The Hill | Locust Response in East Africa: Sounding the Alarm

This piece originally appeared in The Hill.

A locust crisis of historical proportions continues to spread across almost a dozen countries in East Africa and the Arabian Peninsula. Widespread rains in late March helped create the second generation of locust swarms that are becoming active now. The UN Food and Agriculture Organization (FAO) is assisting surveillance and spraying operations in ten of the hardest-hit countries.

However, the UN effort remains underfunded to the tune of over $26 million and an updated funding appeal is expected shortly. The effort to address the damage done by the expanding locust infestation will require much more focus and attention, increased political will, and significant financial resources. The United States needs to move quickly to mobilize support if the region is to avoid massive food insecurity. 

The scale of devastation is difficult to comprehend. Locust swarms initially concentrated in Ethiopia, Kenya, and Somalia, but now threaten to become more severe in Uganda, South Sudan, Yemen, Pakistan, and southern Iran.

In one day, a 1 square kilometer swarm can eat enough crops to feed 35,000 people. The next two months are truly critical. Rains could lead to a 400-times increase in locust numbers by June. This would coincide with the planting season that began in April in East Africa, a region that is already home to 20.2 million people facing severe acute food insecurity.

In recent years, Ethiopia and Somalia have faced severe drought and high rates of food insecurity. Refugees International conducted missions to both Ethiopia and Somalia in 2019. Displaced populations in both countries faced similar vulnerabilities.

Only small amounts of humanitarian aid, if any, reached them and government support was limited. Food insecurity was a constant concern and mothers told Refugees International that they would frequently skip meals so that their children could eat. Access to water and even basic health care was often out of reach. 

The coronavirus pandemic has complicated the situation significantly. The severity of the COVID-19 crisis in the region could be devastating and much of the recent policy focus is on combatting the spread of COVID-19.

Ethiopia and Somalia have taken steps, including developing individual national response plans, to help in the escalating COVID crisis. But financial resources are limited to respond and the underlying vulnerabilities of the population in the region, including the food insecurity that will be exacerbated by the locust impact, must be also addressed.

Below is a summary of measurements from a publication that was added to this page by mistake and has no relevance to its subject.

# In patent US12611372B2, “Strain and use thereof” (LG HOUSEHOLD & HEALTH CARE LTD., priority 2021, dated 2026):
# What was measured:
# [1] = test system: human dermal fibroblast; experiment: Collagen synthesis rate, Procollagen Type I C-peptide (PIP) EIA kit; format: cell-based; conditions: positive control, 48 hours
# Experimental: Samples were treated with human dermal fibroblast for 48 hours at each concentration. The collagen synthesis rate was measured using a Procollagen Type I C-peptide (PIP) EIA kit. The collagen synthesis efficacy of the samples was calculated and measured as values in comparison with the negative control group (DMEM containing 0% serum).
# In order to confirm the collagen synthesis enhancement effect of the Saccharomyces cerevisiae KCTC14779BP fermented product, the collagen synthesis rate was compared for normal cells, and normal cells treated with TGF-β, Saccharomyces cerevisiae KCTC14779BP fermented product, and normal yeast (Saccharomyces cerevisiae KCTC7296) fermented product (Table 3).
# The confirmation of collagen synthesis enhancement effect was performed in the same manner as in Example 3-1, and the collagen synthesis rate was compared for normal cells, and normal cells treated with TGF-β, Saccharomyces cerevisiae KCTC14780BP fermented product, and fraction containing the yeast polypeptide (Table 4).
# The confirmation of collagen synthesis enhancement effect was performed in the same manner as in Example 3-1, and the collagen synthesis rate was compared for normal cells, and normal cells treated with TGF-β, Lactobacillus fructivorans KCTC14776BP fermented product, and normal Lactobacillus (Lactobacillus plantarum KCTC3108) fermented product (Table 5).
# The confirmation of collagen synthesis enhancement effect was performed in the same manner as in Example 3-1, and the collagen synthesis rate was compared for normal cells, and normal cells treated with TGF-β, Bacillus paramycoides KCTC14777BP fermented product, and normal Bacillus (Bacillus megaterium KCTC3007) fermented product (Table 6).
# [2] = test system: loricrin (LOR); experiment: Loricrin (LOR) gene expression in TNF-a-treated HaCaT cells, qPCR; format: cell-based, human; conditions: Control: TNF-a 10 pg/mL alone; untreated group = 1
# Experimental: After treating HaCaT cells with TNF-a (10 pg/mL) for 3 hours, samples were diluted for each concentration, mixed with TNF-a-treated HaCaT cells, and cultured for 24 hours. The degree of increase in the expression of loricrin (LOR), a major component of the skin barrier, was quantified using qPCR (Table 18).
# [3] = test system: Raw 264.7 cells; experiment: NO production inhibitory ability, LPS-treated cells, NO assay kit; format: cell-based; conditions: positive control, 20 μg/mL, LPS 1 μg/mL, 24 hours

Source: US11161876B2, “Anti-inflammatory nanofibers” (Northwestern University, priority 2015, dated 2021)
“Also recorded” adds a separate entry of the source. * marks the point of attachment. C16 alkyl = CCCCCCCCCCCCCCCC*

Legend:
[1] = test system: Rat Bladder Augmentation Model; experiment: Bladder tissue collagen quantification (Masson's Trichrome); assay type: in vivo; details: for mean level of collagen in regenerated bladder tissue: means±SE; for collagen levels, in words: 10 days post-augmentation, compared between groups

The only way to effectively eradicate locust swarms is by spraying pesticides over large tracts of land. But acquiring pesticides and spraying equipment from abroad has become much more difficult amidst the slowdown in global supply chains and cross-border mobility. Governments have acknowledged these significant challenges and highlighted the need for continued commitment to this crisis response.

National ground control teams have treated over 240,000 hectares of land across 10 countries, and FAO has already trained 750 people to carry out pesticide spraying and swarm surveillance.

These substantial efforts must continue to expand, as the scale of the infestation means there is even more land to be sprayed and more teams to be deployed. In addition, the most vulnerable populations will require food security assistance, cash-based support, and resources for livelihoods to weather the storm.

In addition to spraying, urgent humanitarian assistance must be delivered to those in need and COVID-19 response strategies must be coordinated so as not to conflict with a prompt and sufficient locust response. With FAO taking the lead, the international community has substantively responded to the crisis and raised $126.8 million of FAO’s requested $153.3 million.

But reaching the full amount requested is crucial. While the United States Agency for International Development (USAID) has thus far allocated $19.3 million to help curb the spread of the locusts, providing equipment and training for ground operations, there is another aspect of this crisis that must be addressed: supporting community livelihoods and promoting early recovery.

Though 89.7 percent of funding for Ethiopia’s spraying and tracking efforts have been met, only 46.2 percent of livelihood protection resources have been raised. A great deal can be achieved through cash injections and farming and livestock-based recovery packages that would help at-risk communities.

International donors, including the United States, must respond more robustly as the crisis escalates over the coming weeks and months. While USAID’s Food for Peace and other donors have been increasing visibility on the issue, more resources are needed for food and livelihood support. The COVID-19 impact is going to make this vulnerable population more at risk but the global response must incorporate the ongoing locust battle. 

Ann Hollingsworth is director of government relations and senior policy advisor at Refugees International where she leads the organization’s advocacy efforts. Stefan Bakumenko also contributed to this piece.